5G set to be a turbo charged catalyst in the digitalisation of the global economy. The construction of the 5G network in Germany must therefore pick up speed if Germany does not want to lag behind international development. A technical and regulatory challenge.
The political goal of 5G-radio coverage is ambitious. With regard to the dynamics in other regions, the question arises as to which strategy will significantly simplify and accelerate the expansion in Germany. Not only do existing transmission locations have to be converted to 5G, but at the same time new ones have to be put into operation in order to meet the supply requirements specified in the frequency auction of 2022 and 2024. In order to achieve this, new approaches are needed from both a technical and regulatory point of view.
Increasing focus on industrial estates and transport routes
The conversion of the existing large mobile phone locations – so-called macro locations – is just as demanding as the installation of new broadcasting stations. In addition to static requirements for weight or wind load and, most importantly, electromagnetic compatibility, the distribution of 5G sites must take into account the changed application profile of mobile networks. In addition to the individual mobile phone use, this refers to the commercial use of 5G as an important basis for the digitalization of the economy and society. In addition to cities and industrial estates, this also puts the spotlight on all transport routes that connect settlement and commercial areas in rural areas.
Successful 5G coverage of these areas is therefore an important factor for Germany's future viability. So far, however, according to statistics from the Federal Network Agency, there are only about 72,000 broadcasting locations for mobile communications in Germany. The international comparison immediately shows that this is not enough to guarantee the requirements for the digital future of Germany. For example, the special economic zone around Shenzhen, with its approximately 13 million inhabitants and less than one percent of the area of Germany, alone has 35,000 lte stations.
Significantly more new mobile phone locations needed
The existing sites, mostly built during the introduction of gsm in the early 1990s, have not experienced any substantial compaction since the launch of umts in 2004. Consolidation of sites is currently actually reducing the number of sites. In most cases, these existing locations with transmitting and receiving systems for the currently used technologies are (2G, 3G, 4G). Their expansion often meets structural and regulatory boundaries, especially in urban agglomerations, which can only be overcome by the development of new broadcasting locations. The intensive discussion about coverage gaps ("white spots") also shows another need to increase the number of transmission locations, especially in the countryside.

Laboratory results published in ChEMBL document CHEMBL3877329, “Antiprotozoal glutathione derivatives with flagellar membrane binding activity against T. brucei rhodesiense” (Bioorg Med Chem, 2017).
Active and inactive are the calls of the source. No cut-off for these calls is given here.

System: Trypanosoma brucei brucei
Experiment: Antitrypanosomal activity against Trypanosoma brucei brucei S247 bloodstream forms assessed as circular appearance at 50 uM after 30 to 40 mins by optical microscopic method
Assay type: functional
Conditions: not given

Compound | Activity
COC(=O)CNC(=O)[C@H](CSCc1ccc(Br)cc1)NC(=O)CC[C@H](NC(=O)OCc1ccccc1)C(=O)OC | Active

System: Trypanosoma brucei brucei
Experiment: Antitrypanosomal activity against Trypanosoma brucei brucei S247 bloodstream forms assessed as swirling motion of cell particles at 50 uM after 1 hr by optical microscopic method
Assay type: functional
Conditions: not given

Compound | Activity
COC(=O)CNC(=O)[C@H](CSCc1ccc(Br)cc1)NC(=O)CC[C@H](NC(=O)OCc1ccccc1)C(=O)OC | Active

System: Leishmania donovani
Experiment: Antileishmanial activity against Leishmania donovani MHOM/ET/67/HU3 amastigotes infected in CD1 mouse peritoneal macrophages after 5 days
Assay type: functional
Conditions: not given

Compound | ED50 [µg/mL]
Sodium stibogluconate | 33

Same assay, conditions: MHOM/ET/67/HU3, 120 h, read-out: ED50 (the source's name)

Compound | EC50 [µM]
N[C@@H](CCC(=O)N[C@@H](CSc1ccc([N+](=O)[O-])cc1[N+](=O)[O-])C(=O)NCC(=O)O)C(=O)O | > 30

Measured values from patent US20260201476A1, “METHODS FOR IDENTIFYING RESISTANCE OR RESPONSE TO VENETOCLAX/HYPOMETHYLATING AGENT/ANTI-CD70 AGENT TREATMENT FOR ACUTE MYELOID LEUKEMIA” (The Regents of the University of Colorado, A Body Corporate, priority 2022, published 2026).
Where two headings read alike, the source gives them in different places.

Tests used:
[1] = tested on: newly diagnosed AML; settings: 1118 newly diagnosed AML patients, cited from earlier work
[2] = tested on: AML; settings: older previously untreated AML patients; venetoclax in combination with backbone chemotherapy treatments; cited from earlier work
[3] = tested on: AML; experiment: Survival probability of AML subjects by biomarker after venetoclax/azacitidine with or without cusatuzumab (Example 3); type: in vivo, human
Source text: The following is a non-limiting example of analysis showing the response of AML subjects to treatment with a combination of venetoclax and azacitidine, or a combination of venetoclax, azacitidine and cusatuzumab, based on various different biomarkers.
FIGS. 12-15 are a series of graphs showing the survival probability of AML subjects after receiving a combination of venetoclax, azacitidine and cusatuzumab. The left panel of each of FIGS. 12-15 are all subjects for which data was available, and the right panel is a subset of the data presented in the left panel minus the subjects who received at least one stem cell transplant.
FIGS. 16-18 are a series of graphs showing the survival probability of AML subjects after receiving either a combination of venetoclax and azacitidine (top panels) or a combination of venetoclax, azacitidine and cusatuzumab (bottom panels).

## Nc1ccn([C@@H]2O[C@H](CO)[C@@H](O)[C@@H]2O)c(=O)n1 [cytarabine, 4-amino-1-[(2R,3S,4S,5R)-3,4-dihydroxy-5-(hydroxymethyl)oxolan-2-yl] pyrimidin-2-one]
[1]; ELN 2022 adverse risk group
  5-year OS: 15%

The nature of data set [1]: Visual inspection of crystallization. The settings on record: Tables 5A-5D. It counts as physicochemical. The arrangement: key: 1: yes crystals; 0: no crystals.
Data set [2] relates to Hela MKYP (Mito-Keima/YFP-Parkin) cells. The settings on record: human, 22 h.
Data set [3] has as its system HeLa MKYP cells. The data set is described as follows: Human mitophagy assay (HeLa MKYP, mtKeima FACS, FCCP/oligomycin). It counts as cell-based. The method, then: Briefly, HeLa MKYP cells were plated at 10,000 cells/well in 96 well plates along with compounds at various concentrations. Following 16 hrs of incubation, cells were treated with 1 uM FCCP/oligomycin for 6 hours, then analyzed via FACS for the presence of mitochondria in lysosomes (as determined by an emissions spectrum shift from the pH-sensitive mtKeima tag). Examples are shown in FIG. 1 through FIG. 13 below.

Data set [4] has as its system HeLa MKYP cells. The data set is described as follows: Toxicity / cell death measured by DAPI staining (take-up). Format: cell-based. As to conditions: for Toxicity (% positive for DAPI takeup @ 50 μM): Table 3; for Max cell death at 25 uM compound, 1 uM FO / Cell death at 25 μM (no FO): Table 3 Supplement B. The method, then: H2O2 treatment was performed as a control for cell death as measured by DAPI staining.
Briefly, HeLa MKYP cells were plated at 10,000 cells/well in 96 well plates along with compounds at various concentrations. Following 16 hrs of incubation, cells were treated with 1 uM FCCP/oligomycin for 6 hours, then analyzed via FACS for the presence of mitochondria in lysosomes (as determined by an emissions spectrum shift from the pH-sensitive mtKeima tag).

Building mobile phone locations currently means:
• identify new locations,
• agree with the owners,
• establish acceptance,
• provide planning for the structural adaptation,
• commission the relevant trades,
• obtain permits
• and finally manage the acceptances
At present, these steps often take up to 18 months per site to obtain the site certificate for commissioning – far too long to meet the outlined expansion targets.
A measure to increase the number of suitable sites and accelerate their development: include public real estate and use passive municipal infrastructure for new sites, as stated in the current mobile strategy of the bmvi. In particular, roofs of public buildings in populated areas and
Federal properties as locations for free-standing masts in rural areas.
Prefabricated solutions for large locations
According to Huawei, technical innovations can support the construction of the necessary new mobile phone locations. With a view to providing care in rural areas and along major transport routes, prefabricated, fully integrated mast solutions help. In this way, classic large-scale sites with a weight of several tons, which enable the operation of different frequencies from several operators, that can be realized efficiently. This, in turn, allows savings in the construction planning, the approval process, the construction and in the acceptance.
Powerful single antennas on roofs and small cells for commercial areas and agglomerations
In residential and commercial areas, a new type of location is provided by individual distributed 5G antennas with more concentrated radiation characteristics. These can be mounted on municipal infrastructures such as roofs relatively easily due to their weight of well under 100 kilograms and their small size. The construction and commissioning of these new plants is much less expensive compared to the conversion of existing installations. In addition, these new antennas result in a lower ambient load due to their directional characteristics.
As a third possible use, so-called small cells for mounting on street furniture such as lighting poles. Simplified regulatory approval conditions can make these small cell sites increasingly important for 5G supply in conurbations. All three technical variants for the realization of new locations will accelerate the 5G expansion in Germany and thus keep Germany competitive.
Dr. Michael Lemke, Huawei Technologies Deutschland Gmbh, Senior Technology Principal
Ingobert Veith, Huawei Technologies Deutschland Gmbh, Director Public Policy